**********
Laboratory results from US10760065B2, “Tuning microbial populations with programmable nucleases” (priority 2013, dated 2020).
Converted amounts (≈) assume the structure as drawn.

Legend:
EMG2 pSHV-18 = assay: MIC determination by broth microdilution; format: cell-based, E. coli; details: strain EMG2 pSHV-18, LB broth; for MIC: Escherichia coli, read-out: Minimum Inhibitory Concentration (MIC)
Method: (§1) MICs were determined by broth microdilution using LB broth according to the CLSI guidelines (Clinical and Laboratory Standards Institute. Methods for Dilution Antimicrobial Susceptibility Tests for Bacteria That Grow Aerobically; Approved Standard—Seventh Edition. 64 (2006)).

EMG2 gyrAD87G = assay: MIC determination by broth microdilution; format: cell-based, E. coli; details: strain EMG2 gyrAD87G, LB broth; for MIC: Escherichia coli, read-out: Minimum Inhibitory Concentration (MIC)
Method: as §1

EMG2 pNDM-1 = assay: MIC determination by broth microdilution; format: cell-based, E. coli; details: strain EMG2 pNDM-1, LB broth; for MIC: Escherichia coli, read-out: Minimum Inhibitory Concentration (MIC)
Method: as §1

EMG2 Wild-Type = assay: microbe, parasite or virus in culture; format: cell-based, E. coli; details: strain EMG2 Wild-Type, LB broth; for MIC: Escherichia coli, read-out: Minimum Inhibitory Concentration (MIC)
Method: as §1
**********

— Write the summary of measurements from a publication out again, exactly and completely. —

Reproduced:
Laboratory results from US10760065B2, “Tuning microbial populations with programmable nucleases” (priority 2013, dated 2020).
Converted amounts (≈) assume the structure as drawn.

Legend:
EMG2 pSHV-18 = assay: MIC determination by broth microdilution; format: cell-based, E. coli; details: strain EMG2 pSHV-18, LB broth; for MIC: Escherichia coli, read-out: Minimum Inhibitory Concentration (MIC)
Method: (§1) MICs were determined by broth microdilution using LB broth according to the CLSI guidelines (Clinical and Laboratory Standards Institute. Methods for Dilution Antimicrobial Susceptibility Tests for Bacteria That Grow Aerobically; Approved Standard—Seventh Edition. 64 (2006)).

EMG2 gyrAD87G = assay: MIC determination by broth microdilution; format: cell-based, E. coli; details: strain EMG2 gyrAD87G, LB broth; for MIC: Escherichia coli, read-out: Minimum Inhibitory Concentration (MIC)
Method: as §1

EMG2 pNDM-1 = assay: MIC determination by broth microdilution; format: cell-based, E. coli; details: strain EMG2 pNDM-1, LB broth; for MIC: Escherichia coli, read-out: Minimum Inhibitory Concentration (MIC)
Method: as §1

EMG2 Wild-Type = assay: microbe, parasite or virus in culture; format: cell-based, E. coli; details: strain EMG2 Wild-Type, LB broth; for MIC: Escherichia coli, read-out: Minimum Inhibitory Concentration (MIC)
Method: as §1